FIGS. 7-9 are similar to FIGS. 4-6, but illustrate how a user can interact with a semi-opaque sales system that sells televisions. FIG. 7 represents a non-limiting sample screen shot of how a user might inquire about a television. FIG. 7 illustrates a web browser but as has been discussed, the disclosure can be practiced in a number of ways, including but not limited to computer terminals, internet, telephones, interactive voice response systems, call centers, etc. The web page 702 can contain one or more ways to select one or more parameters 704, 706 for a group of items. In this example, the first parameters 704 are groups of radio buttons, each group of radio buttons indicating that each group allows for a single selection. The second parameters 706 are checkboxes indicating that any, all, or none of them can be selected. Other means of indicating parameters include a text search field that allows users to search across all items, touchtone or spoken responses to an automated interactive voice response system, or any other way known in the art to indicate parameters. After the user has entered sufficient parameters for an inquiry, the user can click the search button 708. The search button is for illustration purposes only and is not to be taken as a limitation.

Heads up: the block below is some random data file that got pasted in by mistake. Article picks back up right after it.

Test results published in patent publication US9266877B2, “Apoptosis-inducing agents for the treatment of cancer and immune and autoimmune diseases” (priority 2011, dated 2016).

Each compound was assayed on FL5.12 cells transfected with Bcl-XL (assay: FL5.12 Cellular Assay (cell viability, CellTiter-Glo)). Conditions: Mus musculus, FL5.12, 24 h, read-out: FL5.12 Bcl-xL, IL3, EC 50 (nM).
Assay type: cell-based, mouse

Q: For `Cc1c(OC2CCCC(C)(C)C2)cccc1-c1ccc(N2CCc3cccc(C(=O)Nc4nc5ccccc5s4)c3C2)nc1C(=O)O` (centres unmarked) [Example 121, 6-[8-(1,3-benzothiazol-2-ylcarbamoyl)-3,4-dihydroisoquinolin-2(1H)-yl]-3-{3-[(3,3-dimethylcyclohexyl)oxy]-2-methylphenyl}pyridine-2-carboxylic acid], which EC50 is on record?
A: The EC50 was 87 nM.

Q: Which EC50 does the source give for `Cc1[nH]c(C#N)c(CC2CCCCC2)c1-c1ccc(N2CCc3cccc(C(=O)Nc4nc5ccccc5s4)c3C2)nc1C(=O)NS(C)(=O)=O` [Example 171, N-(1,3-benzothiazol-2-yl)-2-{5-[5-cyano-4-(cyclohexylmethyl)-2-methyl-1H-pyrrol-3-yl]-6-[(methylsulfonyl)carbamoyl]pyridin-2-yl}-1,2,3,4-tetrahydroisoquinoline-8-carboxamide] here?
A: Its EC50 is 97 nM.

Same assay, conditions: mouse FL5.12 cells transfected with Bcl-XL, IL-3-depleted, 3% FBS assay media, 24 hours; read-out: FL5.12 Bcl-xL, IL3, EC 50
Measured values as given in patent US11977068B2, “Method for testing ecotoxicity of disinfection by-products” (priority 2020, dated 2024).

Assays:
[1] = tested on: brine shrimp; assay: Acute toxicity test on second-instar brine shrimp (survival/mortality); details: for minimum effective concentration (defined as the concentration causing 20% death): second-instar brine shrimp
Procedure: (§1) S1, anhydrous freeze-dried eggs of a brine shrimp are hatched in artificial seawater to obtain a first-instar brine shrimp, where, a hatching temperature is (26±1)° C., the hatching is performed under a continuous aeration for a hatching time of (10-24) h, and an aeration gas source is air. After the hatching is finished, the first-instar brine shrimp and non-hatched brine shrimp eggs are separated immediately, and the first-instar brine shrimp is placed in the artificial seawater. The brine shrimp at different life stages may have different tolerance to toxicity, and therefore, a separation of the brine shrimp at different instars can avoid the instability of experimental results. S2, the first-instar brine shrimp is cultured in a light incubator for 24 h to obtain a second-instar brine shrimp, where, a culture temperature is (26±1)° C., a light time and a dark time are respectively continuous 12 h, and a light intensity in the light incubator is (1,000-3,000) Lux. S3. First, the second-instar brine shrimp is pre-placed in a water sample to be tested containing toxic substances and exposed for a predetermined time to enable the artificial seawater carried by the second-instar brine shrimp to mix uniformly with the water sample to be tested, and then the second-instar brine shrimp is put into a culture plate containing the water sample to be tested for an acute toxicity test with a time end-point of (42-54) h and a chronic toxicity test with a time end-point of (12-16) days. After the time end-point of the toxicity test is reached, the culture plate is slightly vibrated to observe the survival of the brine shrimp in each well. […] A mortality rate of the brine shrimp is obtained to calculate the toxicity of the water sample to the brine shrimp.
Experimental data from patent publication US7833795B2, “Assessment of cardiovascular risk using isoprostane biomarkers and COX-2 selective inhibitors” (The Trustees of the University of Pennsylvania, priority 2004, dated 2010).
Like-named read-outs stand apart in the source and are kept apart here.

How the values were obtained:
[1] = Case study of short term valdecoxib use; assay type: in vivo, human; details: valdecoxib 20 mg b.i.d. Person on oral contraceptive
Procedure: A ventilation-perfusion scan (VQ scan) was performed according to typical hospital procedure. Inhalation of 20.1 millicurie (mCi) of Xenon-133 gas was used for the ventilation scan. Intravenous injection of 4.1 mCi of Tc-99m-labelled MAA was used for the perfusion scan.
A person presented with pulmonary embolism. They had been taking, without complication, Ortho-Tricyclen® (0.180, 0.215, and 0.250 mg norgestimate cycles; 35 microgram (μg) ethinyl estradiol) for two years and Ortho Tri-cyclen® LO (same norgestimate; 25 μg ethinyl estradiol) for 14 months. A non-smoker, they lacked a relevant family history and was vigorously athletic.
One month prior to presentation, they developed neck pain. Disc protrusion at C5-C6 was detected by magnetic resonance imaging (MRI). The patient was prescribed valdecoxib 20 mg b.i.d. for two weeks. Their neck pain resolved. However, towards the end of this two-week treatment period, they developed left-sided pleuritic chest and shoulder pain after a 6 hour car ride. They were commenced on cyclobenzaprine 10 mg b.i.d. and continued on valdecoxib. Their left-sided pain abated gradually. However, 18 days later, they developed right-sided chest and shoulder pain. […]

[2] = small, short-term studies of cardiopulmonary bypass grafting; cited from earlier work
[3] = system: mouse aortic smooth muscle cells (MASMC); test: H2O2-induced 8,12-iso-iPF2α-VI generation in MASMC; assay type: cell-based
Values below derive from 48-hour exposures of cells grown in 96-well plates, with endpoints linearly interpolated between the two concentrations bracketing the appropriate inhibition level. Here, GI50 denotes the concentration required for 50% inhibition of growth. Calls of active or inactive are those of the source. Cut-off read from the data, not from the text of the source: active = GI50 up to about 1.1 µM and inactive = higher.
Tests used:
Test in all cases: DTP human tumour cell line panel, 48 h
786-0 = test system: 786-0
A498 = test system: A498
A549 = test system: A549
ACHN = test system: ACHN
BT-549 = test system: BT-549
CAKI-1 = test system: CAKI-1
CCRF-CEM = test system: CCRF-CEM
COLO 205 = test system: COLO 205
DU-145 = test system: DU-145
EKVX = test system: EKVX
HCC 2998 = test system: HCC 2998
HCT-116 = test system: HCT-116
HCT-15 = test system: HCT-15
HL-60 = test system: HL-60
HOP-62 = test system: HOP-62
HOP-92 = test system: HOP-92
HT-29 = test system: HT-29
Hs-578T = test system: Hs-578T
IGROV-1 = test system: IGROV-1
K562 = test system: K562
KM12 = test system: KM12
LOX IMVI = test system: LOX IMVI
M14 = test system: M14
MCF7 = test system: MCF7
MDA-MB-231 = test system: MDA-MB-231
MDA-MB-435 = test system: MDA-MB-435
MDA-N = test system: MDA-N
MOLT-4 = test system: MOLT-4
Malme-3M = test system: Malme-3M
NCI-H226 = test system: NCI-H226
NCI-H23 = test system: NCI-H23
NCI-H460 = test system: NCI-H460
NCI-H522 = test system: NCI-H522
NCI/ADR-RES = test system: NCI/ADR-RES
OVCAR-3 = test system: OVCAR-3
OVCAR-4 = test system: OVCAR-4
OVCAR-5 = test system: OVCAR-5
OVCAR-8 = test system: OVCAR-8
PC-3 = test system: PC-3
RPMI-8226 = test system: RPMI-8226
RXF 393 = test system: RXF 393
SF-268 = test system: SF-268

FIG. 8 illustrates a sample screen shot of what might be returned to a user whose inquiry parameters indicated a 42″ LCD 1080p HDTV. The web page 802 can contain a title 804, a short description of the overall parameters 806, an indication of the offered price for the as-yet-unidentified discount item 808, and/or an indication of savings over full retail price 810. The details of these fields can dynamically vary from package to package based on available discount and comparable items or based on the inquiry parameters. The exact text of these fields is intended to illustrate, not limit, possible implementations. The indication of savings, for example, can be shown as a percentage, a precise dollar amount, both, or neither. For example, the indication of savings in FIG. 8 can show “Save up to 44%” or “Save up to $930.”
A table 812 or other comparison means can be used to present the list of items in the comparable group to the user in a webpage setting. In this example, three televisions are returned that satisfy the inquiry parameters. Details of each can be shown in place or can be accessible through a link.